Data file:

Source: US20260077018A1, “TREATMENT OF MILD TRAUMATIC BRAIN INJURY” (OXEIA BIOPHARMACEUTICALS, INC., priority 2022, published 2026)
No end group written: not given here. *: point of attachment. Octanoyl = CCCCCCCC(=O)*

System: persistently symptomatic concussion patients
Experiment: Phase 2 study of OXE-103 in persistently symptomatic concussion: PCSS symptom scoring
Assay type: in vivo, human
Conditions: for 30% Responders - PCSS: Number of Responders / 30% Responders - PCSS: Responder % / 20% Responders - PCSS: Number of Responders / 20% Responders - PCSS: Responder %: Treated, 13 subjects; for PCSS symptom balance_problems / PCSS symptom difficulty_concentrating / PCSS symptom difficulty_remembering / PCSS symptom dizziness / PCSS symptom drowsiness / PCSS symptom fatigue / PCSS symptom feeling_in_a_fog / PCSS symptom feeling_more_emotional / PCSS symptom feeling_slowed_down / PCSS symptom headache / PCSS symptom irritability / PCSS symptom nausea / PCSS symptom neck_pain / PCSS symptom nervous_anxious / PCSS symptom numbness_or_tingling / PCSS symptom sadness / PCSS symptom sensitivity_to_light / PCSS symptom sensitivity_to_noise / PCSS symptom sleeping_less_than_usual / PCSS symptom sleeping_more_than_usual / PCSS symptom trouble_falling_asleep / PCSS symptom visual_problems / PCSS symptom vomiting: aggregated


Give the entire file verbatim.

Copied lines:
Source: US20260077018A1, “TREATMENT OF MILD TRAUMATIC BRAIN INJURY” (OXEIA BIOPHARMACEUTICALS, INC., priority 2022, published 2026)
No end group written: not given here. *: point of attachment. Octanoyl = CCCCCCCC(=O)*

System: persistently symptomatic concussion patients
Experiment: Phase 2 study of OXE-103 in persistently symptomatic concussion: PCSS symptom scoring
Assay type: in vivo, human
Conditions: for 30% Responders - PCSS: Number of Responders / 30% Responders - PCSS: Responder % / 20% Responders - PCSS: Number of Responders / 20% Responders - PCSS: Responder %: Treated, 13 subjects; for PCSS symptom balance_problems / PCSS symptom difficulty_concentrating / PCSS symptom difficulty_remembering / PCSS symptom dizziness / PCSS symptom drowsiness / PCSS symptom fatigue / PCSS symptom feeling_in_a_fog / PCSS symptom feeling_more_emotional / PCSS symptom feeling_slowed_down / PCSS symptom headache / PCSS symptom irritability / PCSS symptom nausea / PCSS symptom neck_pain / PCSS symptom nervous_anxious / PCSS symptom numbness_or_tingling / PCSS symptom sadness / PCSS symptom sensitivity_to_light / PCSS symptom sensitivity_to_noise / PCSS symptom sleeping_less_than_usual / PCSS symptom sleeping_more_than_usual / PCSS symptom trouble_falling_asleep / PCSS symptom visual_problems / PCSS symptom vomiting: aggregated